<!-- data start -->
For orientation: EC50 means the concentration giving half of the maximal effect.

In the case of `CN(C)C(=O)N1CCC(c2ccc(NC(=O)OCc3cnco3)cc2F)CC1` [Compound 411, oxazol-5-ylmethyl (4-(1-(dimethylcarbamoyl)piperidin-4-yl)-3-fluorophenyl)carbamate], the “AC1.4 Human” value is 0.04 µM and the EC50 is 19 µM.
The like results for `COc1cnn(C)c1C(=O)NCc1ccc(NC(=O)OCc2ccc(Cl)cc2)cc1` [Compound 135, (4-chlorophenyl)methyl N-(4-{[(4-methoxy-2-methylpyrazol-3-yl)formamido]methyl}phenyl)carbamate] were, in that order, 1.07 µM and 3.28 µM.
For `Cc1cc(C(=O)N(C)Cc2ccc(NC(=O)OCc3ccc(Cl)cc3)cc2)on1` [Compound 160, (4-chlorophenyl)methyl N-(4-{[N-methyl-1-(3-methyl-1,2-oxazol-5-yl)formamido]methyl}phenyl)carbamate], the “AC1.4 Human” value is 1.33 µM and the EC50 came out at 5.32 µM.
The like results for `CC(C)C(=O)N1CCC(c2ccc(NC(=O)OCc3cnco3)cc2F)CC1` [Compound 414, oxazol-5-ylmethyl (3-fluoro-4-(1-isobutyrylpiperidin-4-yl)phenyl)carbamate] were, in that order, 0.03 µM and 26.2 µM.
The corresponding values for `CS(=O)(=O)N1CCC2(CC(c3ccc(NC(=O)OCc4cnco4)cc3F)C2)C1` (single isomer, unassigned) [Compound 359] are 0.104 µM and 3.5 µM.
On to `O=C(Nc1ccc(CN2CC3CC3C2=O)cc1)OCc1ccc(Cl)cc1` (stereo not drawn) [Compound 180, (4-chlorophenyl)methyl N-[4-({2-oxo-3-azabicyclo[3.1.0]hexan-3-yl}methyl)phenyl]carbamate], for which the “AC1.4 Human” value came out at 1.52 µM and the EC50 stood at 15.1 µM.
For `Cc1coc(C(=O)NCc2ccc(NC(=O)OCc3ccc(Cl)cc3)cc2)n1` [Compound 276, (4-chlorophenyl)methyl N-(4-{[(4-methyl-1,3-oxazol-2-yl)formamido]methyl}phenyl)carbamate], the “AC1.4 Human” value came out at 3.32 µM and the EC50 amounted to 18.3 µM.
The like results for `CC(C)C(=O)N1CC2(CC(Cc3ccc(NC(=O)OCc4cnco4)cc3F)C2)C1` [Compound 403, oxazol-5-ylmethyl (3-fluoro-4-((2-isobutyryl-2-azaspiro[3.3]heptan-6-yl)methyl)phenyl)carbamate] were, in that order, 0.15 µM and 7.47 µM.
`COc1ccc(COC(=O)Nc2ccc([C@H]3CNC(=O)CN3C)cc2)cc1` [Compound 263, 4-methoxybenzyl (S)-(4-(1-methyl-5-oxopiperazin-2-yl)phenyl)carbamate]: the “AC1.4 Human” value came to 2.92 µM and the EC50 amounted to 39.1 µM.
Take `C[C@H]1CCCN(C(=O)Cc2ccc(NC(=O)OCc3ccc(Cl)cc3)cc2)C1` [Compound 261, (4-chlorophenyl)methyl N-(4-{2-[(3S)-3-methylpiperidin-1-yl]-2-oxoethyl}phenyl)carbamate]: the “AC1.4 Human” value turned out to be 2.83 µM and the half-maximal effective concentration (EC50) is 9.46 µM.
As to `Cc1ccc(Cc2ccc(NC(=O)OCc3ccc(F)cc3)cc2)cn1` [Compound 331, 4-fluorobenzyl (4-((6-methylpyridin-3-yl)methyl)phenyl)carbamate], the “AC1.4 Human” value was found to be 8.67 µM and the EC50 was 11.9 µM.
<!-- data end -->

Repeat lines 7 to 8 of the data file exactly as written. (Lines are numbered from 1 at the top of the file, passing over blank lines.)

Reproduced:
On to `O=C(Nc1ccc(CN2CC3CC3C2=O)cc1)OCc1ccc(Cl)cc1` (stereo not drawn) [Compound 180, (4-chlorophenyl)methyl N-[4-({2-oxo-3-azabicyclo[3.1.0]hexan-3-yl}methyl)phenyl]carbamate], for which the “AC1.4 Human” value came out at 1.52 µM and the EC50 stood at 15.1 µM.
For `Cc1coc(C(=O)NCc2ccc(NC(=O)OCc3ccc(Cl)cc3)cc2)n1` [Compound 276, (4-chlorophenyl)methyl N-(4-{[(4-methyl-1,3-oxazol-2-yl)formamido]methyl}phenyl)carbamate], the “AC1.4 Human” value came out at 3.32 µM and the EC50 amounted to 18.3 µM.